This post was originally published on October 29th 2020 on the IHP blog. Some tiny edits have made it into this version of the post.
There’s been a recent blog post "Haskell: The Bad Parts" in the haskell community. To keep things in balance and to spread some positive vibes we should also talk about the good parts of the haskell programming language and it’s ecosystem.
Here are some of the best parts we encountered while using Haskell at digitally induced. We focus on the advantages in the web dev space because that is what we are currently working on.
Haskell has one of the most impressive type systems of any programming language in practical use. If you have used TypeScript or other type safe languages in the past, you should be aware of the great advantages of having a type-checked codebase. Now think TypeScript - but 10x better. That’s how Haskell feels like.
You save a lot of time debugging runtime errors. Once the compiler approved your code, you can be pretty sure that it is working. This kind of development process is usually a lot more fun than debugging why something is
Once your system has hit a certain size and when new feature requests are rolling in, you will want to make changes and refactor some parts of your code base. With Haskell you feel empowered to make changes to any part of your codebase.
Compare this to the ruby ecosystem: When working with rails you usually need to have lots of tests or otherwise you cannot confidently refactor code after things are running in production. And even then: things will break. With the power of the type safety provided by Haskell, we can make refactorings whenever we want.
It really is a blessing.
The way you deal with the file system, external APIs and user input is way different in Haskell than in other less functional programming languages. Your program consists of a main routine that handles the side effects and calls all your pure functions that do the real business logic.
Systems built this way scale really well because there are less moving parts. Additionally, pure functions can be easily tested and changed later on.
Most other languages encourage you to do side effects in an unrestricted way. For example: when working in Java, a call to an object method might indirectly change the state of many related objects. This means you cannot easily reason about what a method call does. In Haskell most functions are pure and thus don't trigger side effects like this. And when they do, you can see this already by the function's type signature.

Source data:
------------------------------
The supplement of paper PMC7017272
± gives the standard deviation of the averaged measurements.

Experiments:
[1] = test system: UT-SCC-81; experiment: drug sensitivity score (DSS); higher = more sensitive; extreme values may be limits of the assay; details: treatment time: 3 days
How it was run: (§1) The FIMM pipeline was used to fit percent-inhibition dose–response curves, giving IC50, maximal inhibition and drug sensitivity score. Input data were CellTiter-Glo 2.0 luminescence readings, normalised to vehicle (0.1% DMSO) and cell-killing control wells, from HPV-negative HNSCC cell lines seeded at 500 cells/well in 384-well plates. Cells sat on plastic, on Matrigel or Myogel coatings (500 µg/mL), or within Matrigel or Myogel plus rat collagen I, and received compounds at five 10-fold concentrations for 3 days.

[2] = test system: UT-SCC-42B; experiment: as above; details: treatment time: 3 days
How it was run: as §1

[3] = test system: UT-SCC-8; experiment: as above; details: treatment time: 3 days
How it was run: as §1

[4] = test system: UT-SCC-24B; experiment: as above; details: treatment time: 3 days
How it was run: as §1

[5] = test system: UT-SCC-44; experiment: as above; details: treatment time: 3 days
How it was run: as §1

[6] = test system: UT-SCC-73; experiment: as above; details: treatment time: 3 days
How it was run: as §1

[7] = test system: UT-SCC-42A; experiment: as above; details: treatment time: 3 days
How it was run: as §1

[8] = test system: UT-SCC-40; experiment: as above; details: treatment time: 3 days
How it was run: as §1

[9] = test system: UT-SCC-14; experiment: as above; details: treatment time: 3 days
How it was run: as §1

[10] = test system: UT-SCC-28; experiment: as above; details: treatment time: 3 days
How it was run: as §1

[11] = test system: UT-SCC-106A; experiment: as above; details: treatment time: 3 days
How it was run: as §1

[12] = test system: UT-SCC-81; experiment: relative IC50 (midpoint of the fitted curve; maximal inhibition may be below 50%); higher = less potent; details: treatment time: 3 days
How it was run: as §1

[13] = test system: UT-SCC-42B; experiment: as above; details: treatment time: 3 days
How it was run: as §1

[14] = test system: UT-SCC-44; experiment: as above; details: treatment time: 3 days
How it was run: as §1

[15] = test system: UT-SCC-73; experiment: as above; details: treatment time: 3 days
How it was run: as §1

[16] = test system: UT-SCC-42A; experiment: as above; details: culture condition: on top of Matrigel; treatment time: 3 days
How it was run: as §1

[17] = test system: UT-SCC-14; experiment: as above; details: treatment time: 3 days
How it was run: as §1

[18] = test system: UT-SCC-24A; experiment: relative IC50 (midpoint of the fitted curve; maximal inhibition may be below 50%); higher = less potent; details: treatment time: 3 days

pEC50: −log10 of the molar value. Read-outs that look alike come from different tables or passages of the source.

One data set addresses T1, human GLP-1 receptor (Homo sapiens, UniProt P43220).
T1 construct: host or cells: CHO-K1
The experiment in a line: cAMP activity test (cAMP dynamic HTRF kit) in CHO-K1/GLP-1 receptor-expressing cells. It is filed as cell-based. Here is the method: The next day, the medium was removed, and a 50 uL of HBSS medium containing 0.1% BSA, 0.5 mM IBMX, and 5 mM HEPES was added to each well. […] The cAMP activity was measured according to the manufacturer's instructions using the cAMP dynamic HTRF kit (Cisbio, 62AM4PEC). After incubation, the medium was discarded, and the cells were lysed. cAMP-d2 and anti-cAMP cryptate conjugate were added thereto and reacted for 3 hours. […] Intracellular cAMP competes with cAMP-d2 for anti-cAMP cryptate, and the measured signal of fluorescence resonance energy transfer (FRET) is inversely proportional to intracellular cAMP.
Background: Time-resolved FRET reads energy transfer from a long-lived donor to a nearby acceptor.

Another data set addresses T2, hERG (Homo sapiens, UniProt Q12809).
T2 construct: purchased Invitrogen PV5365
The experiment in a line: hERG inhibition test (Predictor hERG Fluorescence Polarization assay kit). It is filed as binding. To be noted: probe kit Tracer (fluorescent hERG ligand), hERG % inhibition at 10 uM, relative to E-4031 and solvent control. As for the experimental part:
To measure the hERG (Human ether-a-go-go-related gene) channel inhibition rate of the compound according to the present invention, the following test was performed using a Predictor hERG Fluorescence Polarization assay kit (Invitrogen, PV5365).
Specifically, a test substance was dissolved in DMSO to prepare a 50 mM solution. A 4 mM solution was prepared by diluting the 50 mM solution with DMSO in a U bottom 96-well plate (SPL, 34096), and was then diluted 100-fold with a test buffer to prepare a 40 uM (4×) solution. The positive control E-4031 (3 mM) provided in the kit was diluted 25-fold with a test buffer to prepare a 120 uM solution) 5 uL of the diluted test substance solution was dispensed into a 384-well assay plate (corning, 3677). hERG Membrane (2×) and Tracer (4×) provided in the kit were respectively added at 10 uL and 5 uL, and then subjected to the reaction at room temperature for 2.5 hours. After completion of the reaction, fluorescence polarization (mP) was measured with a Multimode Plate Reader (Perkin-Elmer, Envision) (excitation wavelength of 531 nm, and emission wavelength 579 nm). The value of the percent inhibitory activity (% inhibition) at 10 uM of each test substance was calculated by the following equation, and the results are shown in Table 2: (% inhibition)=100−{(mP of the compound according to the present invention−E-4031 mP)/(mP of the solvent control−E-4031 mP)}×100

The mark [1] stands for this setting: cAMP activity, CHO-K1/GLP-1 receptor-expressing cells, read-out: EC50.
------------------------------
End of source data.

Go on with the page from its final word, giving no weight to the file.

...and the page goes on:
Haskell forces you to manage your side effects in a more careful way. You can still do IO and have mutable state, you just need to make this explicit inside the type signature. This leads to a far more robust system in overall.
Out of the box the performance of Haskell based web applications is great. It just feels faster than your typical Rails or PHP application. Thanks to its highly optimized runtime system it can also handle way more requests than a nodejs application.
And you get all that without ever thinking about performance at all.
In 2020 it’s finally good. Thanks to Haskell Language Server (which just released version 1.0.0!) there’s now an easy way to have type information, documentation on hover and smart refactorings inside your text editor.
With nix, cabal and stack we have the best tools for managing Haskell dependencies. Cabal hell is a thing of the past.
Great things are also happening to the Haskell compiler itself. We can soon write dot expressions as you know from most other programming languages: project.name instead of name project.
Haskell is a secret super power in that regard. The Haskell community consists of many very smart and talented software engineers. Haskell developers usually learn about Haskell because they care about their craft and about building high quality software products instead of learning about it to get a high paying job. Exactly the kind of people you want in your team.
For years there has been this trend of growing use of type safety as well as the growing use of functional programming techniques. What language could fill this space better than Haskell. Haskell has really matured in the last years and in 2020 it feels like it’s finally ready to conquer the world.
If this post made you interested, check out IHP, our batteries-included haskell web framework.